History of Coal Mining in Nova Scotia
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Louis Frost
No. 24
No. 23
Old Emery

The Louis Frost Notes 1685 to 1962

Dominion No. 24 Colliery

Emery Seam

This was a slope mine opened in 1919 from the outcrop of the Emery Seam at Big Glace Bay Lake.

The mine was worked on a room and pillar system with the greater proportion of the active workings being submarine.

For many years the colliery was single sided, all the workable coal on the West side bounding Dominion No. 11 Colliery area having been recovered. The main portion of the workings were on the East side of the mine.

The Emery Seam in the area of the main slopes in this colliery is 4 ft. 0 ins. thick and the coal of good steam quality, suitable for coking and metallurgical purposes. Seaward and in an easterly direction the seam thins sharply to an average thickness of 31 inches and is interspersed with frequent vertical clay gashes of varying thickness, as well as 'nipouts' of the seam between the roof and pavement.

As a result of this deterioration of the seam, the workings seaward and in a westerly direction were discontinued in 1937 and, except for prospect workings the trend of the workings was to the East, and extended eastward a distance of 15,400 feet from the main slopes.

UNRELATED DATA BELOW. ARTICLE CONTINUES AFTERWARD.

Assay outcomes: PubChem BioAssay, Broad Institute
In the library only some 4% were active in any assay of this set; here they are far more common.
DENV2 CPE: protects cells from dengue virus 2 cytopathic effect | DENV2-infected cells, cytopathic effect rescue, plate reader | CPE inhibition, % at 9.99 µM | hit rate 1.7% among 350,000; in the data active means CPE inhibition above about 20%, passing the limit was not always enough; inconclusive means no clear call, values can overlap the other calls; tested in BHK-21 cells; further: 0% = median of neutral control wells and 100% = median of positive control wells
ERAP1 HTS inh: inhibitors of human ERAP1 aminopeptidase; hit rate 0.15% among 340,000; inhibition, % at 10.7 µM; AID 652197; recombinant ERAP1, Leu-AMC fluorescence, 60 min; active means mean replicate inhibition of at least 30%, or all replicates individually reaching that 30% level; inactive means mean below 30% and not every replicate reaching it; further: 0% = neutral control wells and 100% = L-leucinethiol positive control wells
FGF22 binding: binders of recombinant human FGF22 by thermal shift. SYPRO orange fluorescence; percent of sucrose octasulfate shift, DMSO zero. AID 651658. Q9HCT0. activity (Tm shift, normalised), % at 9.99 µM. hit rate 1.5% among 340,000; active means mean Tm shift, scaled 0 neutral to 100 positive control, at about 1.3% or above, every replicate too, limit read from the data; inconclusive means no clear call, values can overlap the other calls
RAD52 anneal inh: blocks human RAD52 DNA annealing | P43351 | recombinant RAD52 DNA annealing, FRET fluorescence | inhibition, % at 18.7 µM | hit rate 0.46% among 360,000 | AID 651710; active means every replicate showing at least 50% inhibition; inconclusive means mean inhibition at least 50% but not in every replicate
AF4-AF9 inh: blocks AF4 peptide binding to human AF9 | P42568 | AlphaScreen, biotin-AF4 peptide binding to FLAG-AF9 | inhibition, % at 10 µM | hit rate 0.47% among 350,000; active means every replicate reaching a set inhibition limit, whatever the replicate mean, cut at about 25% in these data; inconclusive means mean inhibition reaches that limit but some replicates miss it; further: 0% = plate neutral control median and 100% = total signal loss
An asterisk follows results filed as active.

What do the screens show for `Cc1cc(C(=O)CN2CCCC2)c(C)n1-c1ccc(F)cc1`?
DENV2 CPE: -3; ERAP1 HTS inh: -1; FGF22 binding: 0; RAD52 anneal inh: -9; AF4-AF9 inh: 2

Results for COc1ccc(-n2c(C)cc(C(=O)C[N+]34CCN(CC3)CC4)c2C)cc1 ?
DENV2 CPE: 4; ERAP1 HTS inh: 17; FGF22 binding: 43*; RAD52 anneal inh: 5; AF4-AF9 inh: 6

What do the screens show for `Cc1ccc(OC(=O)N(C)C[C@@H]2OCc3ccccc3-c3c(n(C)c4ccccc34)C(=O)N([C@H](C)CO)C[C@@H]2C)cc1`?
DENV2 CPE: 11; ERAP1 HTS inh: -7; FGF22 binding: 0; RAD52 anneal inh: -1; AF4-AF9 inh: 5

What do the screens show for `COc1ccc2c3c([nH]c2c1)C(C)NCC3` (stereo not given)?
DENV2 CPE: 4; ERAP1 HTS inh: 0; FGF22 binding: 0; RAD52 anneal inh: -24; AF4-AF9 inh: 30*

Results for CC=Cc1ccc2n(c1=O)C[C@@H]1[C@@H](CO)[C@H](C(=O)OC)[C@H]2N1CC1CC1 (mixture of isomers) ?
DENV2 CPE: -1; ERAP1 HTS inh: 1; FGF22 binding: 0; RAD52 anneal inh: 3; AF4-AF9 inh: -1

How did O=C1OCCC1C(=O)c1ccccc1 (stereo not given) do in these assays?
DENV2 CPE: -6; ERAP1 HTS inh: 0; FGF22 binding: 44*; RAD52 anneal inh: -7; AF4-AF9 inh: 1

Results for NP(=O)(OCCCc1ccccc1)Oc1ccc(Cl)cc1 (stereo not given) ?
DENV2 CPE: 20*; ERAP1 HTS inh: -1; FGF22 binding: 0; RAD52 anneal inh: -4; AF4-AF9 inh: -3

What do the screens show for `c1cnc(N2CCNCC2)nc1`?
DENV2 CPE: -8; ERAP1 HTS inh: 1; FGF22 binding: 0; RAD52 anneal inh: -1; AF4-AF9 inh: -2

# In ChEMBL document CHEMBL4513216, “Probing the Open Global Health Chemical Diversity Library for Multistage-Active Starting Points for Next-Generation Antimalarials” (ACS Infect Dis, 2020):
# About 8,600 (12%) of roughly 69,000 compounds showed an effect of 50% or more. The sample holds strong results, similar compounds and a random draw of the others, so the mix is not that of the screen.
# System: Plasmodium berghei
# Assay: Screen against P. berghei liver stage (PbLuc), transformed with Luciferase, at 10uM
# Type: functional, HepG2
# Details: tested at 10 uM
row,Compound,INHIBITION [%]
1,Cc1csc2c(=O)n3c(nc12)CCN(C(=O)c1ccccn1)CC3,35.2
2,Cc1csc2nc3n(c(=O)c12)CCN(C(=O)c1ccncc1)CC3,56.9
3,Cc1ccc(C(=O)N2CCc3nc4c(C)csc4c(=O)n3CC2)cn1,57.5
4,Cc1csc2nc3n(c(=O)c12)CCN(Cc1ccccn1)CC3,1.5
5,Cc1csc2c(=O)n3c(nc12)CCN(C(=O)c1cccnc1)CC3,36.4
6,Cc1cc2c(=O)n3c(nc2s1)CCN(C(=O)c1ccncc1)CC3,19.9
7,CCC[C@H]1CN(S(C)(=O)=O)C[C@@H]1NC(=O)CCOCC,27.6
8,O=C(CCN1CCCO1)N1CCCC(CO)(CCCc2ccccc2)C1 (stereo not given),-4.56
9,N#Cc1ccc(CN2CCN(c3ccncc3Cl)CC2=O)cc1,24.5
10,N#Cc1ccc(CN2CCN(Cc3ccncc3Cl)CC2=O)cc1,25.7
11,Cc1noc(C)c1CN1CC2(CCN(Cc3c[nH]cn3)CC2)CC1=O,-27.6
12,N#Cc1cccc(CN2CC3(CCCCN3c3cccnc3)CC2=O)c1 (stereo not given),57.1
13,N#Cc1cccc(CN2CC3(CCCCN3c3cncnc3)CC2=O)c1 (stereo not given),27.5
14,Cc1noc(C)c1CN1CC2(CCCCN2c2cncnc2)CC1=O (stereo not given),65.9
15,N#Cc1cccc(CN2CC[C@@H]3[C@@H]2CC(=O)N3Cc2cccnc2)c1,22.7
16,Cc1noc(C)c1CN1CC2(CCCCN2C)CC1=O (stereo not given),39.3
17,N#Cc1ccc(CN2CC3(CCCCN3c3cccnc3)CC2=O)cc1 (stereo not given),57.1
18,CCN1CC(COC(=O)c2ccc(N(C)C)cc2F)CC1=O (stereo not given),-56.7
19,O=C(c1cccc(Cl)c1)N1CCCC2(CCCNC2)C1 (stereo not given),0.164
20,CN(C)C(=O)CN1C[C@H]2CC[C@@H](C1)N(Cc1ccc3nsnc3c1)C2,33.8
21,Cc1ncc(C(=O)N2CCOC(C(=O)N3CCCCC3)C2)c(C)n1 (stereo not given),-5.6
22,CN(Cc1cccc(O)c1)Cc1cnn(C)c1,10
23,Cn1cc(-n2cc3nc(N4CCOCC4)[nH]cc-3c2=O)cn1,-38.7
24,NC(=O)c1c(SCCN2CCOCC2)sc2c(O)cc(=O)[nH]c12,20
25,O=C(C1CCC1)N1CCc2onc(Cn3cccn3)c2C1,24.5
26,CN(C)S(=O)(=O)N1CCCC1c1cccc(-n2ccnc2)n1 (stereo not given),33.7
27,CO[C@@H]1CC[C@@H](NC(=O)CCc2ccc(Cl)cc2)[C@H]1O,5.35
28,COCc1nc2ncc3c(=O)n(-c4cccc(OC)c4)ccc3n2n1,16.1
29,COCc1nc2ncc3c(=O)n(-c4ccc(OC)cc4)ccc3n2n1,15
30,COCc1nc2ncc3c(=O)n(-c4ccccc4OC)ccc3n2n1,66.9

Original planning provided for a cutoff of the colliery workings in the Donkin area by a new main slope and the transfer of the colliery surface facilities to this area, but the thinning of the coal and general deterioration of the seam rendered this planning abortive.

The general deterioration of the seam and the high transportation cost of the coal from the workings to the surface, a distance of four miles, resulted in an uneconomic operation and the colliery was therefore closed in October 1953.

During its life, the colliery produced 5,578,793 long tons of coal and was worked over an area of 3,616 acres, with an average daily output of 800 tons.

The mine was completely electrified and the coal cutting done by both Rand compressed air driven Radial coal cutters for narrow work and self propelled electrically driven D.C. chain coal cutters of the Goodman type.

The main haulage was of the endless rope type, driven by an AC electric motor located on the surface, and the subsidiary haulages were electrically driven of the main and tail, or main rope type. A 300 K.W. motor generator set, located underground, generated the direct current for operating the mining machines and underground hoists.

Emery Seam

According to available plans and records, there were no extensive operations on the Emery Seam other than in Nos. 10, 11 and 24 Collieries, although there are records of minor operations at South Head, Schooner Pond and in the Old Emery Mine near Reserve Mines. These are described below.

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Last Modified: 98-01-05

Authored by: Louis Frost

The information contained on this site is not provided for the purpose of factual
representation. Instead, it is provided in an historical context. Every effort has
been made to ensure that this information represents the actual content of the
original document authored by Louis Frost for the Dominion Coal Company
on or around 1962. Nevertheless, no warranties are provided in any respect.

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